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Author:Williams, John C. 

Working Paper
Measuring the Natural Rate of Interest : International Trends and Determinants

U.S. estimates of the natural rate of interest ? the real short-term interest rate that would prevail absent transitory disturbances ? have declined dramatically since the start of the global financial crisis. For example, estimates using the Laubach-Williams (2003) model indicate the natural rate in the United States fell to close to zero during the crisis and has remained there through the end of 2015. Explanations for this decline include shifts in demographics, a slowdown in trend productivity growth, and global factors affecting real interest rates. This paper applies the ...
Finance and Economics Discussion Series , Paper 2016-073

Speech
Speed Limits and Stall Speeds: Fostering Sustainable Growth in the United States

Presentation at the University of Technology Sydney, Sydney, Australia, by John C. Williams, President and CEO, Federal Reserve Bank of San Francisco, June 26, 2017
Speech , Paper 179

Speech
The role of monetary policy in bolstering economic growth

Presentation to community leaders, Salt Lake City, Utah, November 2, 2012
Speech , Paper 112

Journal Article
Three Questions on R-star

The decline in the natural rate of interest, or r-star, over the past decade raises three important questions. First, is this low level for the real short-term interest rate unique to the U.S. economy? Second, is the natural rate likely to remain low in the future? And third, is this low level confined to ?safe? assets? In answer to these questions, evidence suggests that low r-star is a global phenomenon, is likely to be very persistent, and is not confined only to safe assets.
FRBSF Economic Letter

Working Paper
Measuring the natural rate of interest

A key variable for the conduct of monetary policy is the natural rate of interest -- the real interest rate consistent with output equaling potential and stable inflation. Economic theory implies that the natural rate of interest varies over time and depends on the trend growth rate of output. In this paper we apply the Kalman filter to jointly estimate the natural rate of interest, potential output, and the trend growth rate, and examine the empirical relationship between these estimated unobserved series. We find substantial variation in the natural rate of interest over the past four ...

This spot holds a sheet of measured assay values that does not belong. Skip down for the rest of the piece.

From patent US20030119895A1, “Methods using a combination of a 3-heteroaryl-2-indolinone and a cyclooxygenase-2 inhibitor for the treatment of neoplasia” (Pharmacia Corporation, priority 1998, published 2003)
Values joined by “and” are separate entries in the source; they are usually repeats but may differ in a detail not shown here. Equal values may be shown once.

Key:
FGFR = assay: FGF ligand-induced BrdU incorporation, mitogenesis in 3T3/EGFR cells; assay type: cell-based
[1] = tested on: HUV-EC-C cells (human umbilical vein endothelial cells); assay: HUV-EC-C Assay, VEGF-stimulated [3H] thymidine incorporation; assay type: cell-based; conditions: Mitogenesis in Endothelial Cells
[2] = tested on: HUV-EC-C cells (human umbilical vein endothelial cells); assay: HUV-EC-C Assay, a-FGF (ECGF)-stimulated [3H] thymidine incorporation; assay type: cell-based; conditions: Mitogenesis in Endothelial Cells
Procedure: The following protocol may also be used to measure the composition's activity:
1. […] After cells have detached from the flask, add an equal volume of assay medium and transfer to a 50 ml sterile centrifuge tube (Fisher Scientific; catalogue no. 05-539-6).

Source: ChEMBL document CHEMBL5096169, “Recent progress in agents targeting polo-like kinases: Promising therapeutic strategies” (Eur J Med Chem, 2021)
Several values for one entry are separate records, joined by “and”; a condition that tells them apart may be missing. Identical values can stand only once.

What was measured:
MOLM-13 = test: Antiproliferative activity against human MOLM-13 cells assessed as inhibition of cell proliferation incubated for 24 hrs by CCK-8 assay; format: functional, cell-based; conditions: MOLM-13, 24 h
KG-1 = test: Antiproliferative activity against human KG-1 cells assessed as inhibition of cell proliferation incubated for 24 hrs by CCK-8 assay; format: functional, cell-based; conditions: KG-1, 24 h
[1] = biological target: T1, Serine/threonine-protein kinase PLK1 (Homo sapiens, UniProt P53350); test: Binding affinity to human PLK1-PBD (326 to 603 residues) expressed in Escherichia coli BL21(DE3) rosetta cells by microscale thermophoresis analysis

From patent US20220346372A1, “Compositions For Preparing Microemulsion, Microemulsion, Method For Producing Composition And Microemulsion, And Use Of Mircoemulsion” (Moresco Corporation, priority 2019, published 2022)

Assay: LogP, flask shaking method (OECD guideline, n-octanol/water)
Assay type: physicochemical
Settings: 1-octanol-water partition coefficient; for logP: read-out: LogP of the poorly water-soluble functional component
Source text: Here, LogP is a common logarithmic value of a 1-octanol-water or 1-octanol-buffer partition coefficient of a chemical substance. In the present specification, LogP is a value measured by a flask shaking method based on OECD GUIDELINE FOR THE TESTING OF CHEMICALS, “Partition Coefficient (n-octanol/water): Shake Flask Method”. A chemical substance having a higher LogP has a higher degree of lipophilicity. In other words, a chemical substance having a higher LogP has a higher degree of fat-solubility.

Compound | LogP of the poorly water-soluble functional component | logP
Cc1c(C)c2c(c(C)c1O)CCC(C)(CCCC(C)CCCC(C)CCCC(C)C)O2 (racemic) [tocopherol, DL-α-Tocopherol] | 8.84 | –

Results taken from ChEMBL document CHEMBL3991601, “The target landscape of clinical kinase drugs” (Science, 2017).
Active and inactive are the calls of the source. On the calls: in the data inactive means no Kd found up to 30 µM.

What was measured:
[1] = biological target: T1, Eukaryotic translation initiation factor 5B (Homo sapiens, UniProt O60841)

Finance and Economics Discussion Series , Paper 2001-56

Journal Article
Looking Back, Looking Ahead

The U.S. economy is in good shape, with the labor market at maximum employment and inflation nearing the Fed?s goal. Given the progress made on these goals and signs of continued solid momentum, it makes sense to gradually move interest rates toward more normal levels. The actual pace of increases will be driven by the evolution of economic conditions and its implications for achieving the Fed?s dual mandate objectives. The following is adapted from a speech by the president and CEO of the Federal Reserve Bank of San Francisco to the 2017 Economic Forecast in Sacramento on January 17.
FRBSF Economic Letter

Speech
Measure Twice, Cut Once

Remarks at SOFR Symposium: The Final Year (Part II) (delivered via videoconference).
Speech

Speech
Monetary Policy and the Economic Outlook: A Fine Balancing Act

Presentation to the 54th Annual Economic Forecast Luncheon, Phoenix, Arizona, John C. Williams, President and CEO, Federal Reserve Bank of San Francisco, November 29, 2017.
Speech , Paper 185

Speech
When the United States Sneezes…

Presentation to the 2017 Asia Economic Policy Conference: Monetary Policy Challenges in a Changing Global Environment San Francisco, California, John C. Williams, President and CEO, Federal Reserve Bank of San Francisco, November 16, 2017
Speech , Paper 184

Journal Article
The slow recovery: it’s not just housing

States that were hit hard by the housing bust performed worse economically during the recession of 2007-09. However, the close relationship between the fall in home prices and state economic activity has largely disappeared during the recovery. High unemployment, restrained demand, and idle production capacity are national in scope. These are just the sorts of problems monetary policy can address. ; This Letter was adapted from a speech by the president and CEO of the Federal Reserve Bank of San Francisco at the University of San Diego on April 3, 2012.
FRBSF Economic Letter

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